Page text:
How to run a cron job inside a container (Alpine)

Hi there,

I have a script running everyday at midnight that computes leaderboards. Here is the interesting part of the Dockerfile:

FROM alpine
RUN mkdir /etc/periodic/midnight
ADD ./scripts/compute_leaderboards /etc/periodic/midnight/compute_leaderboards
RUN chmod +x /etc/periodic/midnight/compute_leaderboards
RUN crontab -l | { cat; echo "00    00       *       *       *       run-parts /etc/periodic/midnight"; } | crontab -
CMD ['crond', '&&', 'gulp']

When running through exec I get the expected behaviour:

$ docker exec -ti server_web_1 crond -f
Wed Mar 23 2016 10:32:00 GMT+0000 (UTC) Starting computation of leaderboards...
Wed Mar 23 2016 10:32:09 GMT+0000 (UTC) Done computing leaderboards.

I suspect the last line of my Dockerfile to be the culprit, but did not find the trick yet…

Am I missing something ?

It runs the cron daemon, with additional arguments “&&” and “gulp”. When the cron daemon exits, the container will exit.

Probably I would try to restructure this to use the host’s cron to “docker exec” the script. If I was feeling more ambitious, I’d break the script out into its own container, use a shared data volume to ensure it could access the same data.

@dmaze has it – your ENTRYPOINT is not set correctly. If you are really set on running crond itself in a container, you will need to get it to block and not exit until it’s ready to run the job.

Hi @nathanleclaire,

That’s what I understood as well, which is why I used crond so it could start the daemon in the background.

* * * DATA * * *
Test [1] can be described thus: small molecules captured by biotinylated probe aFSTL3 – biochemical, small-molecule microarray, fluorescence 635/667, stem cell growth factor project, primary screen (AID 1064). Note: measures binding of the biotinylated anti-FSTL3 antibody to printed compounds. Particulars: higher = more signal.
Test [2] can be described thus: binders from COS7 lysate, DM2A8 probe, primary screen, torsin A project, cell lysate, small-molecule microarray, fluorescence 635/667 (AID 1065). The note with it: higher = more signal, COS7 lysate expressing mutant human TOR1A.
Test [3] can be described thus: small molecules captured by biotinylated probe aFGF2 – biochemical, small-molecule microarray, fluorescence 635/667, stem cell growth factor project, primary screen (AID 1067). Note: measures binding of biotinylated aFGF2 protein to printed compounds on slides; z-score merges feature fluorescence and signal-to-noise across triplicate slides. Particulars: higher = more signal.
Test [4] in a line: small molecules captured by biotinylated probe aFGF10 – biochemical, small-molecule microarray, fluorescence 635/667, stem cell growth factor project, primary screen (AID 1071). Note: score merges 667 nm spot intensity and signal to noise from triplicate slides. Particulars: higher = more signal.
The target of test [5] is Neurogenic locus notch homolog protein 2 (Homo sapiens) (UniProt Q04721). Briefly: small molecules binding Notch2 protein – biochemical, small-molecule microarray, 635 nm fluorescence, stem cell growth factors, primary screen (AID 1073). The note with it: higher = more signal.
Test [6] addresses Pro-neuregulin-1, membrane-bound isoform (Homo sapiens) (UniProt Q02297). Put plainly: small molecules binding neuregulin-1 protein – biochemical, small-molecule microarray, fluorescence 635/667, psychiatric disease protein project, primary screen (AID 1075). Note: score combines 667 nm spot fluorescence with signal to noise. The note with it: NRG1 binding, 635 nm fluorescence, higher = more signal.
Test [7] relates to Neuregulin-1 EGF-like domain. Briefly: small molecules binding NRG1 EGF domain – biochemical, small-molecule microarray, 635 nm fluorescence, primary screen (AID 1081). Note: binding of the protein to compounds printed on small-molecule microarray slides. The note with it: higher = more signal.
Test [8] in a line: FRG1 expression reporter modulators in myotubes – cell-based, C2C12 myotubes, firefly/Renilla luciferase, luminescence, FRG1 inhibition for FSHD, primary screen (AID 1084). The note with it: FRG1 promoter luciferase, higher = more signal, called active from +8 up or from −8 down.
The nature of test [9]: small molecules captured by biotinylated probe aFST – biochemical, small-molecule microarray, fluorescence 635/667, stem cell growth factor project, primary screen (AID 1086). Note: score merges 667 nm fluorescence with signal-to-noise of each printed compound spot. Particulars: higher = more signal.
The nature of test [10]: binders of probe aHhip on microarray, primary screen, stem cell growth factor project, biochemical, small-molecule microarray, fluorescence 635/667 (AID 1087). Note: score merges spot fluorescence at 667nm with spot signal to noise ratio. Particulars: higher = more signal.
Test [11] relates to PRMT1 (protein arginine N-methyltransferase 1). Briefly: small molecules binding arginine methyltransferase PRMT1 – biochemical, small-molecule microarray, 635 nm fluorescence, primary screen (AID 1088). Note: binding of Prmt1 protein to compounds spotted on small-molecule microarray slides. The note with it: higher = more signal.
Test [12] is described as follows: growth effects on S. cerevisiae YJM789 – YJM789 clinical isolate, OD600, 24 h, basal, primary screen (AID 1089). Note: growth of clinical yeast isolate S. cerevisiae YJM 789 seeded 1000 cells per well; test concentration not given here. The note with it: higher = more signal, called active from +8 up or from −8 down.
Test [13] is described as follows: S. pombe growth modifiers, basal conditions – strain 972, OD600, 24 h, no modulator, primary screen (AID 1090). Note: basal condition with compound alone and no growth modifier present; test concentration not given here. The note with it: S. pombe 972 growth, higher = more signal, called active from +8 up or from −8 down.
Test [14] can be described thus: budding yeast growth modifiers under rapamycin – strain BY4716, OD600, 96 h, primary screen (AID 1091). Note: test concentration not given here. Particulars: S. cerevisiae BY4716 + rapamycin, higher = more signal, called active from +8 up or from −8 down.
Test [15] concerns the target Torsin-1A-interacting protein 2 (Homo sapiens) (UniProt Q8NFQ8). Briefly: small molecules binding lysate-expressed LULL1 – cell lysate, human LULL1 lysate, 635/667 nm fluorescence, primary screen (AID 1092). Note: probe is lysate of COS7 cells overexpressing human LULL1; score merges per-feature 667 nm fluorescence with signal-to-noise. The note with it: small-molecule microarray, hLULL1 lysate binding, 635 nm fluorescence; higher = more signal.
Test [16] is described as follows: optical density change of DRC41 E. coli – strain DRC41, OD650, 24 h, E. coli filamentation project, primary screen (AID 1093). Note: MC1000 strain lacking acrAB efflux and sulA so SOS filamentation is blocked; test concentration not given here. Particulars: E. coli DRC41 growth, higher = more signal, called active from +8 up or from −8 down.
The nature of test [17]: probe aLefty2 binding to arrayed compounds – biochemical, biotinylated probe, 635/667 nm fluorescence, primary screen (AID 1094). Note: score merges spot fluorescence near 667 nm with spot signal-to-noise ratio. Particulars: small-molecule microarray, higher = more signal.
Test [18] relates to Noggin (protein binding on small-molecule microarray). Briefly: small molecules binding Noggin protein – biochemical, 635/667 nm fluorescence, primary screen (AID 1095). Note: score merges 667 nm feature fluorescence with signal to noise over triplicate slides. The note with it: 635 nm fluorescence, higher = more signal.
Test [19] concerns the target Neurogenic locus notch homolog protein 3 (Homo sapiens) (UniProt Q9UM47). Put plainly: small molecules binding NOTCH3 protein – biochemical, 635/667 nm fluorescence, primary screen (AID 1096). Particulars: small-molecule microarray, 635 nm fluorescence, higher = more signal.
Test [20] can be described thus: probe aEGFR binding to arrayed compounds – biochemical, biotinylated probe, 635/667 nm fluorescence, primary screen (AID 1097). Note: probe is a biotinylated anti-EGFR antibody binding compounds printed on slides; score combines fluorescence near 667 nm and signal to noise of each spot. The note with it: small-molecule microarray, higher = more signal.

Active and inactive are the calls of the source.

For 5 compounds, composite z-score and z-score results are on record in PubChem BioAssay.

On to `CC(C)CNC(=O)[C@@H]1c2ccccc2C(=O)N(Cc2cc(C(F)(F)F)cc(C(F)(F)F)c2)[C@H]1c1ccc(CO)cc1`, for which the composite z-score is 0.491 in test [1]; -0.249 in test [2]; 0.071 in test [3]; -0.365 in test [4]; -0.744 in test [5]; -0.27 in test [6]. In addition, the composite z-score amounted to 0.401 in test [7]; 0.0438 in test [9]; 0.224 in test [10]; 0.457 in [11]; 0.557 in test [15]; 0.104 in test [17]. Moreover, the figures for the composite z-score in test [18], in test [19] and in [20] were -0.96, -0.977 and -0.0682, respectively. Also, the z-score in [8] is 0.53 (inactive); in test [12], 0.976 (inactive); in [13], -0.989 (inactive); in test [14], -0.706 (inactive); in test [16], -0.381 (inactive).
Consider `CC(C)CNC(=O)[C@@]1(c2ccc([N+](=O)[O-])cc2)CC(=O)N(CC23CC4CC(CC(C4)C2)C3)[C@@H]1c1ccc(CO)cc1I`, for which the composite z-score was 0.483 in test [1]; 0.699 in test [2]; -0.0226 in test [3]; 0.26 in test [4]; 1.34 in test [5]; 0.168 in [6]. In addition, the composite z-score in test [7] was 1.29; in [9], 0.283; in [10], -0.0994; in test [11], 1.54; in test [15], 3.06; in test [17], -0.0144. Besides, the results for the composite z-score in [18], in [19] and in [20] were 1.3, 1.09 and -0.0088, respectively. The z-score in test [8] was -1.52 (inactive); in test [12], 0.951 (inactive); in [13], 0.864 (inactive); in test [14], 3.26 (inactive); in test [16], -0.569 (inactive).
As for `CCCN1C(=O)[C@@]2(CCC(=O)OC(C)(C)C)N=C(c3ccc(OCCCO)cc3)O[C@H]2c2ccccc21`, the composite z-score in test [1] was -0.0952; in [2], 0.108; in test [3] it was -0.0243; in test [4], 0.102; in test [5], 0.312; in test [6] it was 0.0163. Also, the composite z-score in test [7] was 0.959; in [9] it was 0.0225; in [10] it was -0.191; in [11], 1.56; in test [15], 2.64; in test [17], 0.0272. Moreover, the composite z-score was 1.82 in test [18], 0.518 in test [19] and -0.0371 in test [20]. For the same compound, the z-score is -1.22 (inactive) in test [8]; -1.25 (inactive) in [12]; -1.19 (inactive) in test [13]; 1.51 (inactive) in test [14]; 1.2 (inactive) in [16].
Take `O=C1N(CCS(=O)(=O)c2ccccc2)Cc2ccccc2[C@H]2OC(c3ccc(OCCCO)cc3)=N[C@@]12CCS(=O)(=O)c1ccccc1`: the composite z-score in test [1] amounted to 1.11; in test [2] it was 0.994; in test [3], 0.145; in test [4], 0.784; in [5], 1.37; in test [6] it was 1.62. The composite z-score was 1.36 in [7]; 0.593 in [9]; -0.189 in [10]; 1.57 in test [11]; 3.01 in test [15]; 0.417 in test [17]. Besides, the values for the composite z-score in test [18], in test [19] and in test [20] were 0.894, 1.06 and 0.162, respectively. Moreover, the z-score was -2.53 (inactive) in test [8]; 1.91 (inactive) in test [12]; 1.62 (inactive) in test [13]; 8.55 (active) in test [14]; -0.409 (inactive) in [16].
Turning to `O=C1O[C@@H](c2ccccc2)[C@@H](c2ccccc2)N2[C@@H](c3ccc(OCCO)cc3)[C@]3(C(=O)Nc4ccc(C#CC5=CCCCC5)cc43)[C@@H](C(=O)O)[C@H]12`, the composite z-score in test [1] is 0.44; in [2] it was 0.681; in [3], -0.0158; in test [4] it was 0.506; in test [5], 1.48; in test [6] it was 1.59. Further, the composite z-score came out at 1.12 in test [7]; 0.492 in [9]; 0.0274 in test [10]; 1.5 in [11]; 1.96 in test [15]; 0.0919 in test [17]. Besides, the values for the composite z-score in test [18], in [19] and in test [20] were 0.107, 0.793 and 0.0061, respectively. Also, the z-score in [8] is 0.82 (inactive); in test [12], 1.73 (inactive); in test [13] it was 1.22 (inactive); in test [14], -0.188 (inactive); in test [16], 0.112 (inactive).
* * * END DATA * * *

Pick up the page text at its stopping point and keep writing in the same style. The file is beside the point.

However it seems like crond is being killed if it is not run in foreground mode…

Do you know of any other way to have two processes running in the same container ?



Thanks a lot @dmaze,

If I can’t find a way to have it run in the same container, I’ll wrap it up in its own container as you suggested.



@cadesalaberry You don’t need to run crond, just cron -f (-f for “foreground”, I’m assuming). The Docker daemon handles the daemonization of that process, just like if you ran a web server in a container (you can see it in subsequent invocations of docker ps after running it).

Running crond, as you said, immediately forks the process into the background and causes the container to exit (at the time of writing, PID1 does not wait on its child processes inside of Docker containers).

Alternatively, you could do something like cron && tail -f /var/log/my.log to ensure that docker logs will return the output of what’s been written to the log file while the container is running.

1 Like

The general solution to running more than one process is to run a shell.

CMD ['sh', '-c', 'crond && gulp']

… or put your stuff in a separate script file and chmod +x it:


and run it with CMD ['/yourscript'] (the path needs to be correct of course; this assumes you saved the script as /yourscript and properly set permissions, perhaps in the environment where you build the container in the first place before you COPY in the file).

I found a full working example here.

Dockerfile example:

FROM alpine

# Copy script which should be run
COPY ./myawesomescript /usr/local/bin/myawesomescript
# Run the cron every minute
RUN echo '*  *  *  *  *    /usr/local/bin/myawesomescript' > /etc/crontabs/root

CMD ['crond', '-l 2', '-f']

An alternative to running con jobs (if you only care about the interval between the runs) could be a restart policy:

Sample docker-compose.yml:

version: '3.3'
    image: czerasz/letsencrypt-companion
        condition: any
        # Run every day
        delay: 1d